Netflix – Premiered: 13th January 2016
Screenplay by: Ed Decter
Directed by: McG
SUPERNATURAL FIGHT CLUB
Author Cassandra Clare’s popular teen fantasy series The Mortal Instruments was originally adapted for the big screen in 2013 with the clunky addition of the first novel’s subtitle making for a rambling, incoherent mouthful to spit out at the box office. Maybe that was one of the reasons the film failed to make enough money to justify proceeding with book two? That, and after an engaging introduction, City of Bones dissolved into a convoluted nightmare which left franchise newbies out in the cold.
Determined to make the most of the property rights, defiant producers Constantin Film took the brave decision to instead adapt the series for television, and just over two years later, Shadowhunters is that small screen reboot. Available on Netflix UK in weekly instalments (and just a day behind the US broadcast), episode one brings us a new cast retelling a familiar story – and seemingly failing to learn from the film’s failings.
On the night of her 18th birthday, Art student Clary Fray (Katherine McNamara) learns that vampires, warlocks, demons… “All the legends are true” and she herself is a Shadowhunter, a human/angel hybrid with the ability to see supernatural entities invisible to the human eye. When her mother (Maxim Roy) is abducted by demons intent on possessing the titular antiquity, Clary accepts her destiny and joins a band of fellow Shadowhunters to hone her powers and save her mum.
Exposition is to be expected in all pilot episodes, but “The Mortal Cup” barely gives us time to settle in our seats before assaulting our senses with a tumult of in-universe jargon and incredulous concepts we are meant to rapidly assimilate and apply to the narrative unfolding before us. “Mundanes” are humans who don’t have “The Sight” – the ability to see supernatural creatures who can “Glamour” (become invisible) – but “Downworlders” (demons) can.
With me so far?
My review notebook also includes numerous other hastily jotted monikers, some of which mere hours later I am failing to recall descriptions of: “The Circle”, “The Clave”, “Shapeshifters”, “Ravener Demons”…?? “You’re just saying words now” Clary knowingly denounces – and it’s true, there is far too much to take on board in one forty minute episode, particularly when we’re still learning to accept these strangers as lead characters. And don’t even get me started on the potions, runes, weapons and mystical heirlooms which whizz before our tired eyes!
There are some nice touches in Ed Decter’s screenplay: references to Twitter ground the status quo in a present-day comfort zone, while the first innocuous glimpse at Clary’s uncanny powers (her biscotti transforms into a drawing etched into the café’s table) is nifty and original, but all-too-soon things start to feel superficial and false.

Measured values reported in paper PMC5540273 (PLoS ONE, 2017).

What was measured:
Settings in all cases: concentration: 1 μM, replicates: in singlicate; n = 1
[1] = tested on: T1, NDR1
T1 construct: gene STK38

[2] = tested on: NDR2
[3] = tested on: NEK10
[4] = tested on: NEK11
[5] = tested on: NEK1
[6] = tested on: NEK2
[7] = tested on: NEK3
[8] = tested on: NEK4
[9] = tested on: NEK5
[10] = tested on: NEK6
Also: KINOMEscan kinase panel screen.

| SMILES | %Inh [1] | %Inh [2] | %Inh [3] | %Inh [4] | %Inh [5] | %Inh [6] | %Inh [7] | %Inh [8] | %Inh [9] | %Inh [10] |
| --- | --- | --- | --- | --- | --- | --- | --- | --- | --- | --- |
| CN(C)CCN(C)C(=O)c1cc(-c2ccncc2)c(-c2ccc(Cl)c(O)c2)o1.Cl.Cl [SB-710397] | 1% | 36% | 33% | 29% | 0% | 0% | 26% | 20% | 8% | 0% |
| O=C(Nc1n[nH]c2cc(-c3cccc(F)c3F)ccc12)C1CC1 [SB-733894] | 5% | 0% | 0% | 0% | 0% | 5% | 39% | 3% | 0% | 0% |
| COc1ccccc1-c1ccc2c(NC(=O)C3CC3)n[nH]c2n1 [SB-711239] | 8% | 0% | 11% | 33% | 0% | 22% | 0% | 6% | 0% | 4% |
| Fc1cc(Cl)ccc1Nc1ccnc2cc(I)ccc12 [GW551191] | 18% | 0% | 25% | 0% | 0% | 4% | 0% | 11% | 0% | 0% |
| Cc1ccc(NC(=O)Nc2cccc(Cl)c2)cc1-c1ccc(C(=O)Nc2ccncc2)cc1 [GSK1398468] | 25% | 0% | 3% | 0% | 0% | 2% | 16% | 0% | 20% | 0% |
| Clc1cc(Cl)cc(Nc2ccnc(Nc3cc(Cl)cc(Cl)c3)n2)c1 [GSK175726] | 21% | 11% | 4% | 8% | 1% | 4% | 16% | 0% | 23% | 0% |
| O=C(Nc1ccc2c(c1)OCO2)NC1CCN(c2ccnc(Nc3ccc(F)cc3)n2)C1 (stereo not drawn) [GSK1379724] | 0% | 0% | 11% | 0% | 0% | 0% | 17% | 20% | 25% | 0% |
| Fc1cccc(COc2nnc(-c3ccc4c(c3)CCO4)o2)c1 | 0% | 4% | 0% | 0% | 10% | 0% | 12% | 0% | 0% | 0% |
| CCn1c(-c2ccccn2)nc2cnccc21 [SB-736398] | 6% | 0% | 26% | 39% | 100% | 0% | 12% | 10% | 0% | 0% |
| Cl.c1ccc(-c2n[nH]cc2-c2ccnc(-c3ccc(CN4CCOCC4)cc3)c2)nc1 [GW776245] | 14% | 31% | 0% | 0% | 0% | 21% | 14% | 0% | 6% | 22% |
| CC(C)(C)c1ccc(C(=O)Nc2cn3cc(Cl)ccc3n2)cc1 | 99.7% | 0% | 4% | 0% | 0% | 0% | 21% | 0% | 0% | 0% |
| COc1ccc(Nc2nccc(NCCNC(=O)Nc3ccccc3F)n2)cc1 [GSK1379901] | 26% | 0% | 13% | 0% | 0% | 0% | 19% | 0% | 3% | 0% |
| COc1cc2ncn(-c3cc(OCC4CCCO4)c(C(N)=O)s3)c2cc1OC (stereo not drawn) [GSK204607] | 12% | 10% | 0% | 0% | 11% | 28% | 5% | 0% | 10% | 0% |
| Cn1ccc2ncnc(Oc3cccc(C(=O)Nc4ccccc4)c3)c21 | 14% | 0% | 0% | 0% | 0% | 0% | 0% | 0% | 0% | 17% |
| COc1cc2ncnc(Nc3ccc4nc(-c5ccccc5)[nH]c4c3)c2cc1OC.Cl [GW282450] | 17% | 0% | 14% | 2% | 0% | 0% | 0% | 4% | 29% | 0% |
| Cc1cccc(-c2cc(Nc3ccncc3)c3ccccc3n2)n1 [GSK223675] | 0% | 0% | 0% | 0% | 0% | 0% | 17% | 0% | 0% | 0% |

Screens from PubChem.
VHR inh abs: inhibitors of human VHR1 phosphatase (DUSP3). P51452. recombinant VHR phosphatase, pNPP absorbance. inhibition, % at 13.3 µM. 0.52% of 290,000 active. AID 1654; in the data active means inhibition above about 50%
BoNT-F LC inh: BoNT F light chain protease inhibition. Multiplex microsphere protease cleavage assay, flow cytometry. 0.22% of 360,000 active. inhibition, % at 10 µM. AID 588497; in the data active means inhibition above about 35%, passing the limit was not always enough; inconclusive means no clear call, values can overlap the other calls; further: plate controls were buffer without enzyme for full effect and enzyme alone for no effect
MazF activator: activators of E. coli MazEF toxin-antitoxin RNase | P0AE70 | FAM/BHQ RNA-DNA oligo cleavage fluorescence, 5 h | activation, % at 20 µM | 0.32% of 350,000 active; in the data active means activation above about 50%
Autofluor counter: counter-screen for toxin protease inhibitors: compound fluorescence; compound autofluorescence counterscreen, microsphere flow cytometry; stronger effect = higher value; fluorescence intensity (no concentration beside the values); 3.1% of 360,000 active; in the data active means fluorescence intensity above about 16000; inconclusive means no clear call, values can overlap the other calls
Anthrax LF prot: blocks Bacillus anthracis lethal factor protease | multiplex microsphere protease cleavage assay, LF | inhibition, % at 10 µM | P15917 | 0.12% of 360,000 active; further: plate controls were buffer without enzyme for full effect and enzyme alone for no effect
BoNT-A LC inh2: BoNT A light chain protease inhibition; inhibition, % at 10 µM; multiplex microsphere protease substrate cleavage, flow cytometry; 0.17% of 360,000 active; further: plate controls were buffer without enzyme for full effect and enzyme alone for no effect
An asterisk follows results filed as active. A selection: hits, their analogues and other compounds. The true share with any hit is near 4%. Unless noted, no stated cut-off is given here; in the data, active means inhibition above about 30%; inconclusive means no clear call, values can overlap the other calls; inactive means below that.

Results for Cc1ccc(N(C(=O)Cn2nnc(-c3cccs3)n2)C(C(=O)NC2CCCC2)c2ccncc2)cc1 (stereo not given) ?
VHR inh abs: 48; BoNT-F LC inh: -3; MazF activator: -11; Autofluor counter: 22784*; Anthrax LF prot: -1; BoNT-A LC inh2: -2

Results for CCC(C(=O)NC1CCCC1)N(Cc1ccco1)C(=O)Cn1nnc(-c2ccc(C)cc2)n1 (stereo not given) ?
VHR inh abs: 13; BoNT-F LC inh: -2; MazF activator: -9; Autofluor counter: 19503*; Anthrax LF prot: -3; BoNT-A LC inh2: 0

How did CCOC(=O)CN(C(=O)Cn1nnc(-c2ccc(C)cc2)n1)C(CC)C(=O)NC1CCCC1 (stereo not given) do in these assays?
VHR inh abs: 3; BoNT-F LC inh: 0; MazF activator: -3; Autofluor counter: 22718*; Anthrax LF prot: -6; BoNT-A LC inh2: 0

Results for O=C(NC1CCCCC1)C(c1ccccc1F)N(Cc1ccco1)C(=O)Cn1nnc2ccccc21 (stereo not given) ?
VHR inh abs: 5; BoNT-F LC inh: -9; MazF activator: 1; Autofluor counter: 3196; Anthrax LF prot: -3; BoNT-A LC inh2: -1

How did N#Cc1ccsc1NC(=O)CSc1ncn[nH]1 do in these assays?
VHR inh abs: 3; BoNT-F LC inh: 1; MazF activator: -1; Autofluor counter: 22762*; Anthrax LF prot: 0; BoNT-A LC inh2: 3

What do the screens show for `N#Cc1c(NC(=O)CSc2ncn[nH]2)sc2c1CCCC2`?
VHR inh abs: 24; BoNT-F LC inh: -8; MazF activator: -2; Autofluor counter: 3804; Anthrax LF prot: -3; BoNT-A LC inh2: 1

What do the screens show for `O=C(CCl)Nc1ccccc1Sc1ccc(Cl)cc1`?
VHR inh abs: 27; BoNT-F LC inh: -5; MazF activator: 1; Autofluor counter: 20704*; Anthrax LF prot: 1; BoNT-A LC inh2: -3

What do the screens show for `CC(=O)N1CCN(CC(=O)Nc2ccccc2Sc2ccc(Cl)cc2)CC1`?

The eye candy cast were clearly chosen for their looks rather than their delivery, with even Clary’s “normal” best friend Simon (Alberto Rosende) a barely-disguised hunk. “All you… stunning people!” Clary backhandedly compliments Jace (Dominic Sherwood), head of her new band of Shadowhunters, as she all-too-willingly changes into a leather mini-skirt. Apparently that’s what all the demon-hunters wear these days…
It’s hard to believe that feature film director McG (Charlies Angel: Full Throttle, Terminator Salvation) was calling the shots on this debut, because there was an inauthentically glossy sheen to everything which pulled me right out of believing in this world. The fight scenes felt over-rehearsed and strictly choreographed, while the camera seemed to linger just a split second too long on all CGI shots and stunt work. Even the rainstorm looked unnatural!
For all its nice touches, the script is also not free from reprimand. Having the bad guys quip “Demons dig blondes” made me cringe the first time it was uttered, only for it to be called back to! Meanwhile, Clary’s mum admitted she had been waiting 18 years for the opportunity to reveal her daughter’s life-defining prophecy to her, only to bungle it in such a flippant, spontaneous manner that you wonder if she’d ever bothered to prepare for it at all!
I’m not going to give up on Shadowhunters quite yet – Clare’s novels are obviously popular for a reason. I will give the series a couple more episodes to find its feet and get beyond re-treading the film’s storyline, however the “The Mortal Cup” was a startlingly shaky start profuse with flaws which did not leave me spellbound.